Pharaoh Hound Breeders, Breed Clubs and Rescue
The Pharaoh Hound with his elegant outline and distinctive tall pricked ears comes from the Island of Malta where he was taken by Phoenician traders around 1,000BC. The Phoenicians colonised the island, but later left it and the hounds, where they bred for two thousand years without human interference. Their hunting skills led to the alternative name of Rabbit Dog, and unusually he is both a sight and scenthound.
The Pharaoh Hound is a rich tan in colour, a smooth coat without any feathering; the coat is not sufficient to protect him from very cold weather and he needs to be warmly bedded and a weatherproof coat in winter.
The Pharaoh, though a born hunter who has plenty of energy, is relatively biddable and can be trained to obedience. He is one of the few hounds who can be relied on to come when called, though if he is on the scent of something particularly appealing he might be a little reluctant! His particular kind of intelligence responds well to training and he enjoys the challenge of agility, too. A medium sized dog at 53 – 56cm and weighing around 50lbs, he conveys a picture of elegance and power and alert intelligence.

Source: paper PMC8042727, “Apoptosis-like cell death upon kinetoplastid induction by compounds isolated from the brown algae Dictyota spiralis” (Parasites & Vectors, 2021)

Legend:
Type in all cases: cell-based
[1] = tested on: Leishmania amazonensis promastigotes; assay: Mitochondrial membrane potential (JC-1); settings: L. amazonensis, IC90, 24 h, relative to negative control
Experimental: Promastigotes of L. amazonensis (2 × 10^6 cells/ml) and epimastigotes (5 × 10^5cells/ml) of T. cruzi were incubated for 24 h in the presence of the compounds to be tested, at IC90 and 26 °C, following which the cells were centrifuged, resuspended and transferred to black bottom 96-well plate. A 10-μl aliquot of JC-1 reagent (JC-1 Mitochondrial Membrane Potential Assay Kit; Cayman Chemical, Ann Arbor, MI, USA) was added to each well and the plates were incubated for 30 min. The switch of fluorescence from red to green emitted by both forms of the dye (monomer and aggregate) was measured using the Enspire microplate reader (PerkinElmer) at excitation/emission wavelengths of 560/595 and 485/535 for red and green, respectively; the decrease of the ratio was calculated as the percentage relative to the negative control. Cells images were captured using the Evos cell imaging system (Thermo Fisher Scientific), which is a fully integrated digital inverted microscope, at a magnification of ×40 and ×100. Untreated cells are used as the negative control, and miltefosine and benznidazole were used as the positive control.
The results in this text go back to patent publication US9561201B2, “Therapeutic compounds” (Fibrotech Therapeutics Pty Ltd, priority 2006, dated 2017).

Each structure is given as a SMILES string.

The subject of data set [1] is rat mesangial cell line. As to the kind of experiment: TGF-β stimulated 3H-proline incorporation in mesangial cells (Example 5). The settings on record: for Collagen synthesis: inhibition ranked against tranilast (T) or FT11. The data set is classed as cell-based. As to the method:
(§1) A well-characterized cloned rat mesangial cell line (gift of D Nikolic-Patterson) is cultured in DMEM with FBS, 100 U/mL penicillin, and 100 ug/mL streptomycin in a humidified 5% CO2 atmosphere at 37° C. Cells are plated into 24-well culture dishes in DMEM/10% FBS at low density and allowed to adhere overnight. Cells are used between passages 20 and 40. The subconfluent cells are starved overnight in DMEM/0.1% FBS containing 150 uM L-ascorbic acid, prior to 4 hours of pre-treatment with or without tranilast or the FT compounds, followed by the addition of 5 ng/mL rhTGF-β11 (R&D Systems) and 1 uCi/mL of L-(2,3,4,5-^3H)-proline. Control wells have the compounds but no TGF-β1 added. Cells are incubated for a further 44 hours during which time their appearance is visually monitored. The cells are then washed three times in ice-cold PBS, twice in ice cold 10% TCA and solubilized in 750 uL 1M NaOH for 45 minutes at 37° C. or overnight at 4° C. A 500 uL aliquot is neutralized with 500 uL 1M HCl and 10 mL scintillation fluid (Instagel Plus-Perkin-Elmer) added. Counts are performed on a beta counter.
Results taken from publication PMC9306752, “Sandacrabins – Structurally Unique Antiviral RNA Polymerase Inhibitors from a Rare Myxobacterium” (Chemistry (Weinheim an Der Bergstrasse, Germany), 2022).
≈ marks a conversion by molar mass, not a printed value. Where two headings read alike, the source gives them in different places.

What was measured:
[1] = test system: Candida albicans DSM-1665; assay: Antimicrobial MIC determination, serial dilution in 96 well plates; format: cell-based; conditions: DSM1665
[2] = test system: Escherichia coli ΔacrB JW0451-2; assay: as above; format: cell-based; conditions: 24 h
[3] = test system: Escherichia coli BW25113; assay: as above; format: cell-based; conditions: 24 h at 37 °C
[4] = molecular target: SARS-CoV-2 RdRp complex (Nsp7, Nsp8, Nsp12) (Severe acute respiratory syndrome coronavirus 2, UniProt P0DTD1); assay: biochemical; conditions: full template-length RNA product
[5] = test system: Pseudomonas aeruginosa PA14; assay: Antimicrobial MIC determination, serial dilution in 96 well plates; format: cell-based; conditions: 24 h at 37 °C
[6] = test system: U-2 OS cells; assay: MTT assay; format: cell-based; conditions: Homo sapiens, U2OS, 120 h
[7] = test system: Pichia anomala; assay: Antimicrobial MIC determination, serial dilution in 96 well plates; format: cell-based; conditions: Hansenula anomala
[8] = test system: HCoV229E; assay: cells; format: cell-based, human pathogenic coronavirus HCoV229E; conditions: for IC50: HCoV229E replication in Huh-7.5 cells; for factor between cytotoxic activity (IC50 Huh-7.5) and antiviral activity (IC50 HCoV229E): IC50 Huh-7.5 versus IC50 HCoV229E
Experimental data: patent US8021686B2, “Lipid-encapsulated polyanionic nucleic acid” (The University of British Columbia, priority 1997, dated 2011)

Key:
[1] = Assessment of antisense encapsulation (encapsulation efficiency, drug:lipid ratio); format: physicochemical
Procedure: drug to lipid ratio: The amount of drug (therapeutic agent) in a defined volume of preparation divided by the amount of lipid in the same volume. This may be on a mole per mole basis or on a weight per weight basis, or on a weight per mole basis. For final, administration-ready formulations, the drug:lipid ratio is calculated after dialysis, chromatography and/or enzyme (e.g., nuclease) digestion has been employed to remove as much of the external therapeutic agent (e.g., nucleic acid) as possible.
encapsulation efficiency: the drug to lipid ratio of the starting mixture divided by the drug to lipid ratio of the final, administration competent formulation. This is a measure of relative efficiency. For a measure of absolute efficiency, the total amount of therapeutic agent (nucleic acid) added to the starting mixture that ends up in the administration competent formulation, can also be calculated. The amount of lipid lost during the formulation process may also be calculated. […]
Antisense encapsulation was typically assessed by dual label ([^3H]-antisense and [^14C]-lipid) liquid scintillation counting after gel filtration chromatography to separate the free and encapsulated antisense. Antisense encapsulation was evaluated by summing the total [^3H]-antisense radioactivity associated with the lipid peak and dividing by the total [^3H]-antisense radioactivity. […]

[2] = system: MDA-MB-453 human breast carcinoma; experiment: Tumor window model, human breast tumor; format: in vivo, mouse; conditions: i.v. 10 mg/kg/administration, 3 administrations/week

As might be expected from dogs who conducted their own affairs for 2,000 years, they are fairly independent though show great loyalty to their own family; they thrive on company, whether it be canine or human. They are not a dog who is happy to be left alone and may well object by becoming rather vocal. As hunters they should be introduced to small animals – cats and other small pets – at an early age, otherwise they might be viewed as a snack.
The Pharaoh Hound presents a very balanced picture; there is nothing about his conformation that is exaggerated and he is also free from any significant health problems. He is not a hard work dog like some hounds, but does require ample exercise and stimulation, and will return the affection you give him generously.
Rescue and Rehoming
In the unfortunate event you need to re-home your dog, or you are looking to give a home to an older dog, contact the Breed Club for their assistance. It is always wise to speak to people who are expert in the breed so you can get the best possible help.